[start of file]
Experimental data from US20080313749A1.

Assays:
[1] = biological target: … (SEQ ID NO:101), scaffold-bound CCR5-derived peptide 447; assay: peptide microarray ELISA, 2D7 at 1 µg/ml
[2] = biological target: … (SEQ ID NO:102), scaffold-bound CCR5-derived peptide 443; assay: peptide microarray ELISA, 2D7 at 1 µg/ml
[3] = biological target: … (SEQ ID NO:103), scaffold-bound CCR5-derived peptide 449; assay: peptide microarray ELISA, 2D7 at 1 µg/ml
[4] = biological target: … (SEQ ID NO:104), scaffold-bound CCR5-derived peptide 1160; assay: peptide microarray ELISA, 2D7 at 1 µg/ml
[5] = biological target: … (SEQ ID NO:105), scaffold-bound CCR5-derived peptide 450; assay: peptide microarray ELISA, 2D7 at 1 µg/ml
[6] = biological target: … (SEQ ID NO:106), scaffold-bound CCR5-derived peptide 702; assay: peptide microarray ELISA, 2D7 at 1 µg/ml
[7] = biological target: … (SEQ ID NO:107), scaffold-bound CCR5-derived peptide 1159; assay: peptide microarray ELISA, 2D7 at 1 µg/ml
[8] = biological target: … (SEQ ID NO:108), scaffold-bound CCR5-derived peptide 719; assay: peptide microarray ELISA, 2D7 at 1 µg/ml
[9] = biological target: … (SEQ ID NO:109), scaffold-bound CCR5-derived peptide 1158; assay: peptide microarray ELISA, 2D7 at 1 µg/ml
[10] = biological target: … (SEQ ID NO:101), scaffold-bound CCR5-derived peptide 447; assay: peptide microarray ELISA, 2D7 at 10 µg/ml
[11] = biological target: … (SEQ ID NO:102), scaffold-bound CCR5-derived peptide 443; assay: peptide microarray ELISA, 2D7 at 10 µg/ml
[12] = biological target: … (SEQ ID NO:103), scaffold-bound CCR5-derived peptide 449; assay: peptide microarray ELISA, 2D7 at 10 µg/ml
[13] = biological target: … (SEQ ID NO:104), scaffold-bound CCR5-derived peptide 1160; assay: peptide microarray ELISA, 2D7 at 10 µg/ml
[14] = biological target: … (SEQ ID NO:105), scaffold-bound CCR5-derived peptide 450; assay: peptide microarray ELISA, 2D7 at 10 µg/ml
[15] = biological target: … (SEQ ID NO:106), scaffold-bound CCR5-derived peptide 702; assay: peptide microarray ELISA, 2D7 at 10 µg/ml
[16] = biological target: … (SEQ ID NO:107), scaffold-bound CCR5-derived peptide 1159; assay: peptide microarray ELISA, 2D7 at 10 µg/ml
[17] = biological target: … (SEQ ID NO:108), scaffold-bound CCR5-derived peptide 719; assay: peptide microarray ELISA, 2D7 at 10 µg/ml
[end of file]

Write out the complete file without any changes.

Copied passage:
Experimental data from US20080313749A1.

Assays:
[1] = biological target: … (SEQ ID NO:101), scaffold-bound CCR5-derived peptide 447; assay: peptide microarray ELISA, 2D7 at 1 µg/ml
[2] = biological target: … (SEQ ID NO:102), scaffold-bound CCR5-derived peptide 443; assay: peptide microarray ELISA, 2D7 at 1 µg/ml
[3] = biological target: … (SEQ ID NO:103), scaffold-bound CCR5-derived peptide 449; assay: peptide microarray ELISA, 2D7 at 1 µg/ml
[4] = biological target: … (SEQ ID NO:104), scaffold-bound CCR5-derived peptide 1160; assay: peptide microarray ELISA, 2D7 at 1 µg/ml
[5] = biological target: … (SEQ ID NO:105), scaffold-bound CCR5-derived peptide 450; assay: peptide microarray ELISA, 2D7 at 1 µg/ml
[6] = biological target: … (SEQ ID NO:106), scaffold-bound CCR5-derived peptide 702; assay: peptide microarray ELISA, 2D7 at 1 µg/ml
[7] = biological target: … (SEQ ID NO:107), scaffold-bound CCR5-derived peptide 1159; assay: peptide microarray ELISA, 2D7 at 1 µg/ml
[8] = biological target: … (SEQ ID NO:108), scaffold-bound CCR5-derived peptide 719; assay: peptide microarray ELISA, 2D7 at 1 µg/ml
[9] = biological target: … (SEQ ID NO:109), scaffold-bound CCR5-derived peptide 1158; assay: peptide microarray ELISA, 2D7 at 1 µg/ml
[10] = biological target: … (SEQ ID NO:101), scaffold-bound CCR5-derived peptide 447; assay: peptide microarray ELISA, 2D7 at 10 µg/ml
[11] = biological target: … (SEQ ID NO:102), scaffold-bound CCR5-derived peptide 443; assay: peptide microarray ELISA, 2D7 at 10 µg/ml
[12] = biological target: … (SEQ ID NO:103), scaffold-bound CCR5-derived peptide 449; assay: peptide microarray ELISA, 2D7 at 10 µg/ml
[13] = biological target: … (SEQ ID NO:104), scaffold-bound CCR5-derived peptide 1160; assay: peptide microarray ELISA, 2D7 at 10 µg/ml
[14] = biological target: … (SEQ ID NO:105), scaffold-bound CCR5-derived peptide 450; assay: peptide microarray ELISA, 2D7 at 10 µg/ml
[15] = biological target: … (SEQ ID NO:106), scaffold-bound CCR5-derived peptide 702; assay: peptide microarray ELISA, 2D7 at 10 µg/ml
[16] = biological target: … (SEQ ID NO:107), scaffold-bound CCR5-derived peptide 1159; assay: peptide microarray ELISA, 2D7 at 10 µg/ml
[17] = biological target: … (SEQ ID NO:108), scaffold-bound CCR5-derived peptide 719; assay: peptide microarray ELISA, 2D7 at 10 µg/ml